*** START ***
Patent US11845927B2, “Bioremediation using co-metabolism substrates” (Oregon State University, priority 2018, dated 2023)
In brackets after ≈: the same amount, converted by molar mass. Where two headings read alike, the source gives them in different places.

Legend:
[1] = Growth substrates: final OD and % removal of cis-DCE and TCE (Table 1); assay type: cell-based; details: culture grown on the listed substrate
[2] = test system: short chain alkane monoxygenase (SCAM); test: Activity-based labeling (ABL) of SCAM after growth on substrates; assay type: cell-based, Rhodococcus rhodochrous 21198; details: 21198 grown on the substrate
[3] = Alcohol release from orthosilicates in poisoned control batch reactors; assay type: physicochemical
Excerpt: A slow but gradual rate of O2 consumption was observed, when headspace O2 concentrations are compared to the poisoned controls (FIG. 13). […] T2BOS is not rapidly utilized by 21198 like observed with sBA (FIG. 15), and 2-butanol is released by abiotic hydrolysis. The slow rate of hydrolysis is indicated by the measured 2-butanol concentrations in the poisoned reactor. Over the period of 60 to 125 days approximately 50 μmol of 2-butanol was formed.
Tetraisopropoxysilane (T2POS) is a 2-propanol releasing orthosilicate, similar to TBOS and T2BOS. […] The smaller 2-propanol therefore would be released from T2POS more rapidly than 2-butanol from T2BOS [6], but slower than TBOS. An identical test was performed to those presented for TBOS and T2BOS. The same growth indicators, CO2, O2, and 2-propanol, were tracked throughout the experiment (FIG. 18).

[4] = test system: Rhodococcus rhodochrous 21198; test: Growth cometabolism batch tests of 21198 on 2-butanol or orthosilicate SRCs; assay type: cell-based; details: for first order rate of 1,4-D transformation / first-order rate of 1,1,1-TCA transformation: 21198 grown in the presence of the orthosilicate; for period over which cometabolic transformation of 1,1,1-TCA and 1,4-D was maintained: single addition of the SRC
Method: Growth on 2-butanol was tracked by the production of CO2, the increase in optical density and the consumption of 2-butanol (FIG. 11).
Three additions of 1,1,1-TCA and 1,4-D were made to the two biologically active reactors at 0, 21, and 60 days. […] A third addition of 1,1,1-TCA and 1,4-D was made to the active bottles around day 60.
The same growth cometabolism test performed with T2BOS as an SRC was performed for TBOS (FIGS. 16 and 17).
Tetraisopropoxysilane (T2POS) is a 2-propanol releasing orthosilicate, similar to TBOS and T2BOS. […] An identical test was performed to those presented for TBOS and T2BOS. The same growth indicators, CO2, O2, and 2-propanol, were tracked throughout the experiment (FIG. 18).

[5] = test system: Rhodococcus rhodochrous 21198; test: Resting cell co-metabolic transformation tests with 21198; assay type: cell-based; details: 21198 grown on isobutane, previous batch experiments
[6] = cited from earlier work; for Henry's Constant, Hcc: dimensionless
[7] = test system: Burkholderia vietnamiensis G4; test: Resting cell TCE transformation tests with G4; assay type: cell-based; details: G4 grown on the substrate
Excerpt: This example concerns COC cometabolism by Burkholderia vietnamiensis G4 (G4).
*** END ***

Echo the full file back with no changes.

Patent US11845927B2, “Bioremediation using co-metabolism substrates” (Oregon State University, priority 2018, dated 2023)
In brackets after ≈: the same amount, converted by molar mass. Where two headings read alike, the source gives them in different places.

Legend:
[1] = Growth substrates: final OD and % removal of cis-DCE and TCE (Table 1); assay type: cell-based; details: culture grown on the listed substrate
[2] = test system: short chain alkane monoxygenase (SCAM); test: Activity-based labeling (ABL) of SCAM after growth on substrates; assay type: cell-based, Rhodococcus rhodochrous 21198; details: 21198 grown on the substrate
[3] = Alcohol release from orthosilicates in poisoned control batch reactors; assay type: physicochemical
Excerpt: A slow but gradual rate of O2 consumption was observed, when headspace O2 concentrations are compared to the poisoned controls (FIG. 13). […] T2BOS is not rapidly utilized by 21198 like observed with sBA (FIG. 15), and 2-butanol is released by abiotic hydrolysis. The slow rate of hydrolysis is indicated by the measured 2-butanol concentrations in the poisoned reactor. Over the period of 60 to 125 days approximately 50 μmol of 2-butanol was formed.
Tetraisopropoxysilane (T2POS) is a 2-propanol releasing orthosilicate, similar to TBOS and T2BOS. […] The smaller 2-propanol therefore would be released from T2POS more rapidly than 2-butanol from T2BOS [6], but slower than TBOS. An identical test was performed to those presented for TBOS and T2BOS. The same growth indicators, CO2, O2, and 2-propanol, were tracked throughout the experiment (FIG. 18).

[4] = test system: Rhodococcus rhodochrous 21198; test: Growth cometabolism batch tests of 21198 on 2-butanol or orthosilicate SRCs; assay type: cell-based; details: for first order rate of 1,4-D transformation / first-order rate of 1,1,1-TCA transformation: 21198 grown in the presence of the orthosilicate; for period over which cometabolic transformation of 1,1,1-TCA and 1,4-D was maintained: single addition of the SRC
Method: Growth on 2-butanol was tracked by the production of CO2, the increase in optical density and the consumption of 2-butanol (FIG. 11).
Three additions of 1,1,1-TCA and 1,4-D were made to the two biologically active reactors at 0, 21, and 60 days. […] A third addition of 1,1,1-TCA and 1,4-D was made to the active bottles around day 60.
The same growth cometabolism test performed with T2BOS as an SRC was performed for TBOS (FIGS. 16 and 17).
Tetraisopropoxysilane (T2POS) is a 2-propanol releasing orthosilicate, similar to TBOS and T2BOS. […] An identical test was performed to those presented for TBOS and T2BOS. The same growth indicators, CO2, O2, and 2-propanol, were tracked throughout the experiment (FIG. 18).

[5] = test system: Rhodococcus rhodochrous 21198; test: Resting cell co-metabolic transformation tests with 21198; assay type: cell-based; details: 21198 grown on isobutane, previous batch experiments
[6] = cited from earlier work; for Henry's Constant, Hcc: dimensionless
[7] = test system: Burkholderia vietnamiensis G4; test: Resting cell TCE transformation tests with G4; assay type: cell-based; details: G4 grown on the substrate
Excerpt: This example concerns COC cometabolism by Burkholderia vietnamiensis G4 (G4).